A gripping original sci-fi tale that brings politics, spirituality, and personal responsibility into the mix. As in all interesting tales of good versus evil, the path to outcome is not predictable but the trip is super enjoyable and will keep you clicking for the next page.
– Consuelo Saar Baehr, author of Daughters
I LOVED Lady Grace! From the first moments, I could not put it down. Sandy Nathan has done it again. Within her believable, gripping tale of people who have somehow survived a thousand years, Sandy explores instant telepathic teleportation, human-animal relationships, survivalism, personal relationships, social experimentation, dehumanization, and the most of these . . . Love. The twists of
Jeremy’s evolution with Eliana and his mother, Veronica Edgarton, are breathtaking.
An Interview with Author Sandy Nathan: Questions Answered Here––
The following sample interview is provided for the convenience of the media and book groups.
Where did you get the idea for the novel?
About five years ago, my brother died suddenly and tragically. He was my only sibling and adored little brother. I was grieving, with all sorts of thoughts and feelings arising. About three months after his death, I had a dream. In the dream, a shining creature like an angel hovered above me. She was absolutely good, a being of love and light. She appeared to me as light. The light dropped closer and finally merged with me, so that I got to feel what it was like to be that angelic creature.
That was the angel in the first book of the Tales from Earth’s End Series, which my creative process turned into an angelic alien sent to earth on a vitally important mission. That was The Angel & the Brown-eyed Boy.
The rest of the plot of The Angel popped into my brain in the next few days. When I finished writing that book, Lady Grace was rocketing around in my brain. I just wrote it down. Lady Grace is the story of what happens after the radiation clears enough to permit life on earth to continue. None of the survivors knows exactly how much time has passed. When I finished writing Lady Grace, its sequel was front and center in my mind. That sequel is Sam & Emily: A Love Story from the Underground. It will be published in early 2012.
Lady Grace, like the other books in the series, is an action-filled adventure with elements of sci-fi, and fantasy. And it’s a love story of epic proportions. What’s unusual about it––besides pretty near everything––is that two of my characters from the Bloodsong Series’ first book, Numenon: A Tale of Mysticism & Money, “jump ship” and have roles in Lady Grace. This was really fun to write and I hope you enjoy reading it. The idea of having Bud, Wes and Will Duane show up just happened––serendipity. But they solve an important problem.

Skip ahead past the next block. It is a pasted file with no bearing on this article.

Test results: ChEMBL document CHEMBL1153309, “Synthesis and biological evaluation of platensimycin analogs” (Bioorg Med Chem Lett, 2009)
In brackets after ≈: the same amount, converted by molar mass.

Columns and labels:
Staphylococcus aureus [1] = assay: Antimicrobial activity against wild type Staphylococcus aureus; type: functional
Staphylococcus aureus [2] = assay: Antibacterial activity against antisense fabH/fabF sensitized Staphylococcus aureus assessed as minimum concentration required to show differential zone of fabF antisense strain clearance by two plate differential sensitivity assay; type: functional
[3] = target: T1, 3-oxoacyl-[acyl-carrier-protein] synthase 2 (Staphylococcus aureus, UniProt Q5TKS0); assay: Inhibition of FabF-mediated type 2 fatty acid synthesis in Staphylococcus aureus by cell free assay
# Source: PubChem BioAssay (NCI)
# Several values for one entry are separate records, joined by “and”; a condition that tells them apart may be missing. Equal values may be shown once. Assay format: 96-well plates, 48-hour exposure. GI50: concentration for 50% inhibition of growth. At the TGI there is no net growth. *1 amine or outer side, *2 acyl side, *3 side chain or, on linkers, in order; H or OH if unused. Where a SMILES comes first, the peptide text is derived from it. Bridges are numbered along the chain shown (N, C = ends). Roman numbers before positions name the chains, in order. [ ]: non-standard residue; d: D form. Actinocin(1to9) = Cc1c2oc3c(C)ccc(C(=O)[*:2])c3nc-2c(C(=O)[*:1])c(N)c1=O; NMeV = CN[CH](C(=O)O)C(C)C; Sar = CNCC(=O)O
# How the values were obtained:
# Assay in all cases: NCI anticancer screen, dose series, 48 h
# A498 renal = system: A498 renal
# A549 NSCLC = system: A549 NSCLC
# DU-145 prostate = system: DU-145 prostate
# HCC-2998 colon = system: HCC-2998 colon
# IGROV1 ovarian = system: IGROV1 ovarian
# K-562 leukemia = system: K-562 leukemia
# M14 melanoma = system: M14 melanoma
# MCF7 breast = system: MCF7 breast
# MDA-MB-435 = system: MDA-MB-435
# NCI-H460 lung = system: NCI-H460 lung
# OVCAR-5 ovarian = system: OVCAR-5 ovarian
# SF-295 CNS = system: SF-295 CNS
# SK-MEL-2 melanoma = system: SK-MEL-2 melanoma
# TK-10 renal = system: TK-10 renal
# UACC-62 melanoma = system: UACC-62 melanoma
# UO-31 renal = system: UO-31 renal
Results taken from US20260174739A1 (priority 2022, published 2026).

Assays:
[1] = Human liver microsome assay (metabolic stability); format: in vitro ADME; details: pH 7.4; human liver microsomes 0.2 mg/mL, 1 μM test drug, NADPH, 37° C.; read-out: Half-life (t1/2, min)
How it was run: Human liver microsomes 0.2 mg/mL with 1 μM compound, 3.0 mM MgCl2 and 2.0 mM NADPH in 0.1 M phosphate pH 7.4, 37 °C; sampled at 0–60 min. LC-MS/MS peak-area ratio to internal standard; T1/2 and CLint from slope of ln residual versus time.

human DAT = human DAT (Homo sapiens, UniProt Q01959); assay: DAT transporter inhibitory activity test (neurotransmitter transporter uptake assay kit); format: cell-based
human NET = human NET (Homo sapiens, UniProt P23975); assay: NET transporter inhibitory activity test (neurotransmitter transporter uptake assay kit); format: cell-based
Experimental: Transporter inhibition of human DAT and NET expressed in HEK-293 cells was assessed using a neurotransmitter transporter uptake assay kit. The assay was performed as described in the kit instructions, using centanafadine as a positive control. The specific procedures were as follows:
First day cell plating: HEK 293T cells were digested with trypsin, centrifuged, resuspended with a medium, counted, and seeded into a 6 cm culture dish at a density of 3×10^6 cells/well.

How did you come up with the title?
The book is about rejuvenation and personal change. It’s about grace and the power of grace. The title is also the name of one of the characters. You’ll see when you read it.
Who is your favorite character?
My favorite character is Lady Grace. I’m not going to spoil things by saying more. I will say that I noticed after writing the book that its major heroes are women. I wrote the story without being aware I’d done it that way. I guess I’d have to say that my favorites are all of those tough and wonderful women that save the day.
Do you have plans for sequels? Can you describe them? When will it/they be released?
Yes. I have at least two sequels in the works. The first, Sam & Emily: A Love Story from the Underground, is a breathtaking romance of legendary proportions. It takes place in the underground bomb shelter on the Piermont estate after the nuclear meltdown. I’ve been told it’s the best thing I’ve written. It will be out in Spring 2012.
And, a fourth story in the series is shaping up in my mind and partially written. That follows directly on Lady Grace. This is going to be a few years out. The Bloodsong Series and Tales from Earth’s End are going to touch in a major way. They may even merge.
Numenon, the first book in the Bloodsong Series, takes place in 1997. When we see Bud and Wes in Lady Grace, it’s 2015. Eighteen years have elapsed in the world of Numenon’s characters. That’s lots of water over the bridge. We have to see what happens to our billionaire, Will Duane, and his little band of outlaws. We have to see what’s going on in the world. My writing focus is going to be on the Bloodsong Series for the next period of time. Lots happens there––I’ve got drafts for many stories.